WINDTALKERS blew hot air and stale cliches into what should have been a good WW2 story, then further undermined itself with a regiment’s worth of over-directed action scenes. There are a couple of good epic-scale shots, with some enhancing CGI, and a decent performance from Nicholas Cage, but otherwise the expensive 2002 actioner is a bloody, frustrating dud.
1944. The Marine Corps deploys Navajo recruits as radiomen to confuse the Japanese during battle action by using their tribal language as code messaging instead of English. Barely recovered from wounds and trauma in the Solomon Islands, hard-bitten veteran ‘Sgt. Joe Enders’ (Cage) is assigned to protect genial code-talker ‘Pvt. Ben Yahzee’ (Adam Beach); protect him but also if need be kill him if he’s captured by the enemy, who will torture the code out of him. Their unit is sent into the combat cauldron that was the Battle of Saipan.*
When it starts, with some lovely aerial photography of Monument Valley (Navajo country), backed by James Horner’s pensive score, it looks promising, and the first sequence of full-scale attack on Saipan—filmed at the lush Kualoa Ranch on Oahu, Hawaii—is mostly pretty impressive. But the script, by Joe Batteer and John Rice, is awash from one end to the other in hackneyed stereotypes and the direction from much–ballyhooed action expert John Woo goes absurdly overboard with stunts more suited to a Hong Kong crime saga than a purportedly realistic combat picture: there is enough slo-motion death and balletic choreography for five movies. Woo crowds his troops together so closely they’d all be dead in two minutes. It’s appropriately furious and gory—as was the awful battle—but it reeks of cinematic show-off style. It looks staged, and for all the violent movement, fire, explosions and blood, it’s boring rather than exciting, let alone gripping, moving or true.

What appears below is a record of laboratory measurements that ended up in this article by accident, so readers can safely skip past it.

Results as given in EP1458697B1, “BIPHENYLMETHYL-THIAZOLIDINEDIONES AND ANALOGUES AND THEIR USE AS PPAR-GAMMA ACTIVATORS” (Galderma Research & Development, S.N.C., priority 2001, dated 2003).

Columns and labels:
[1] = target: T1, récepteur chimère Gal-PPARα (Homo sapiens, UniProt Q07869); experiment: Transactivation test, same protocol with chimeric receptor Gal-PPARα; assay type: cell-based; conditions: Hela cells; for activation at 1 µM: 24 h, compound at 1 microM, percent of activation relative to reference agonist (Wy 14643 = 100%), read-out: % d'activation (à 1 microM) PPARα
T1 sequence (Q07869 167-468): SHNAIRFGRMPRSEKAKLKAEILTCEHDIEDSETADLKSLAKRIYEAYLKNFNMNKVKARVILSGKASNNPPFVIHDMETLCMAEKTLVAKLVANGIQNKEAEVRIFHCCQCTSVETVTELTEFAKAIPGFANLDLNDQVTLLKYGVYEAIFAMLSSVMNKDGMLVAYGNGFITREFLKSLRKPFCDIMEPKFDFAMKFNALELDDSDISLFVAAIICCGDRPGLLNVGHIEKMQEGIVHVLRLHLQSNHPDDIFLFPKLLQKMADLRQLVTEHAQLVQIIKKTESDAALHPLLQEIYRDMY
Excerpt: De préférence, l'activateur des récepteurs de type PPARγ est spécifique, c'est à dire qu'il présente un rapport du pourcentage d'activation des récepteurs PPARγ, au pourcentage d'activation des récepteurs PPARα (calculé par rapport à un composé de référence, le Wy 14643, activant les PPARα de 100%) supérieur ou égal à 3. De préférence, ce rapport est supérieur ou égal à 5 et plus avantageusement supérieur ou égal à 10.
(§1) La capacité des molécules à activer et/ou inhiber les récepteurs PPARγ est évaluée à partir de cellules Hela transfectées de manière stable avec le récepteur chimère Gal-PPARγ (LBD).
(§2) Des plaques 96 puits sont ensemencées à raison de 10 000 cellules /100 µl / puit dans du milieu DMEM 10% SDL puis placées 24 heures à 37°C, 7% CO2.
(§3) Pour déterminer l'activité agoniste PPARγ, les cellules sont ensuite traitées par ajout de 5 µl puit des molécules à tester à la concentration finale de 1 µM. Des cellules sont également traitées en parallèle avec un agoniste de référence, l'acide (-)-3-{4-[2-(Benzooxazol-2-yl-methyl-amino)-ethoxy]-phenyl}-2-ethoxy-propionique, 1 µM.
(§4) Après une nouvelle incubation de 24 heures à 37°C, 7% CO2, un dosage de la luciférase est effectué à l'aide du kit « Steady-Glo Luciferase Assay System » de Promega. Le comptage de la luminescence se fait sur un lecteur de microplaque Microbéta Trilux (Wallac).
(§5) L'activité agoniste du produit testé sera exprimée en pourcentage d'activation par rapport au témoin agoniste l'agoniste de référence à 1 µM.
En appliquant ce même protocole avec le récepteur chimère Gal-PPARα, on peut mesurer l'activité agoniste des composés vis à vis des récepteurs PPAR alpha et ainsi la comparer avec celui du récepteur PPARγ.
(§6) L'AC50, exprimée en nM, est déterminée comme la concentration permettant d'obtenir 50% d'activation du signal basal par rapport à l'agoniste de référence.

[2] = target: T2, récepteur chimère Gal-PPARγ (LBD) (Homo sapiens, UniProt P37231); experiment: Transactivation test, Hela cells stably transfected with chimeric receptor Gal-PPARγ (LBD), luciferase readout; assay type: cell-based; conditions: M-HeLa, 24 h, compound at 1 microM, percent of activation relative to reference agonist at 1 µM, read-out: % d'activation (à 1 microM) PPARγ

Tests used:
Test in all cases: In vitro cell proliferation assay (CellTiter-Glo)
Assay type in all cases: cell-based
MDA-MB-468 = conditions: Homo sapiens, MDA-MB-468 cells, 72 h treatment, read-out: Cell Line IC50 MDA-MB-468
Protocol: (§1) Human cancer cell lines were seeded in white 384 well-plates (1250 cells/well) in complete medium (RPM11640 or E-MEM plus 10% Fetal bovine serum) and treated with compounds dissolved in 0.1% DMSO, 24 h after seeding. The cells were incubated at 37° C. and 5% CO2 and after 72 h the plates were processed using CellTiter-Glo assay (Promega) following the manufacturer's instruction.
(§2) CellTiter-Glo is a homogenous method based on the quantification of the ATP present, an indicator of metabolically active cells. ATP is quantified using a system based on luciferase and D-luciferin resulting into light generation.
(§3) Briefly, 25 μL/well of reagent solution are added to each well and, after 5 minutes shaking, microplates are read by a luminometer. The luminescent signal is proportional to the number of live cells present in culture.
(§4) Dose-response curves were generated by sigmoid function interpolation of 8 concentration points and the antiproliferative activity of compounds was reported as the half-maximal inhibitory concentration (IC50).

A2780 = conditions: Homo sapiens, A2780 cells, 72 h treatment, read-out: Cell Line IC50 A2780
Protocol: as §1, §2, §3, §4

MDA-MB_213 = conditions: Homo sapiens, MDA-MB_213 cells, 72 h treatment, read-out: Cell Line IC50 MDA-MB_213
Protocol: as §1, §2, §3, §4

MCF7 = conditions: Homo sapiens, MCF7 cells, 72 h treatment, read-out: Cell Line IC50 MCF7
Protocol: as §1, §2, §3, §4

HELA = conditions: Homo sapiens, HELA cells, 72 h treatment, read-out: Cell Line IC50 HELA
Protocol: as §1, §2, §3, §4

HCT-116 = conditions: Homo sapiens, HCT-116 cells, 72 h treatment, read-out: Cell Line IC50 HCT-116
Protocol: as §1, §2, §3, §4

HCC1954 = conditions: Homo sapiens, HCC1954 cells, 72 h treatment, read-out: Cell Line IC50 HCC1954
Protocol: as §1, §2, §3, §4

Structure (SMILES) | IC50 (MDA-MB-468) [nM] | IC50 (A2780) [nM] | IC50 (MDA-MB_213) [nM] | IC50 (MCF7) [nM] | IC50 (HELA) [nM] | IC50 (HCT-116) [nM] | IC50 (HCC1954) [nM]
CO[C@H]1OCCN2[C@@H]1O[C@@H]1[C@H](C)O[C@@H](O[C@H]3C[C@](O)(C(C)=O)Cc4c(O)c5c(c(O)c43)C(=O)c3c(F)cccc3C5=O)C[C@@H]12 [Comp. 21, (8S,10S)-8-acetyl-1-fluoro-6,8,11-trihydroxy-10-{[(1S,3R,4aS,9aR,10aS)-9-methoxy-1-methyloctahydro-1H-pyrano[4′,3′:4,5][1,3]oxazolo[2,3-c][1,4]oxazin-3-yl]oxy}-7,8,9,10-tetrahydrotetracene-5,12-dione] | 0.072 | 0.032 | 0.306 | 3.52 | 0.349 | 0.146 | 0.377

Cage is fine, essaying the haunted sergeant, and the likable Beach is okay, but the rest of the supporting cast flounder in badly written parts. Christian Slater, Noah Emmerich, Mark Ruffalo are poorly used, their characters are so obvious and cheesy if feels like they were parachuted in from another era—ours— and familiar weird Swedish bad guy Peter Stormare is flat wrong: a tone deaf casting goof.
Reviews were mediocre at best, and it was a major money-loser, making only $77,628,000 (#53 in the ’02 lineup) against a production cost of $115,000,000. 134 minutes that might fool those who’ve never seen good movies and/or know little or nothing about the hell of WW2 in the Pacific. With Roger Willie (sweet Navajo pal who might as well carry a sign saying “I will get killed later”), Frances O’Connor (cardboard, unfelt addition as a nurse who tends to Cage back in Hawaii), and Jason Isaacs.
* On the site ‘Careers After Military’, it even made the list of the “10 Most Inaccurate Military Movies Ever Made”. The others on the dishonor role were U-571, The Hurt Locker, The Green Berets, The Patriot, Enemy At The Gates, Pearl Harbor, Jarhead, Flyboys, Red Tails and Battle Of The Bulge. Limiting it to ten is being kind.
As for the desperate and costly Battle for Saipan, it’s been portrayed in the glossy 1955 hit Battle Cry, which soft-sold it per that era; in the tough 1960 Hell To Eternity, a biopic of outstanding Marine Guy Gabaldon, with Jeffrey Hunter doing well; and the also fact-based Japanese-made Oba: The Last Samurai/Battle Of The Pacific, which achieved some success in 2011. Saipan’s slaughterhouse capture took place the same month as Normandy’s D-Day, and has been overlooked in comparison. Aside from showing a lot of soldiers being killed, Windtalkers muffed it: in botching the realism, in surface coverage of the Navajos—kind of the idea for the story, and in conveying any sense of how big of a loss the island was for Japan.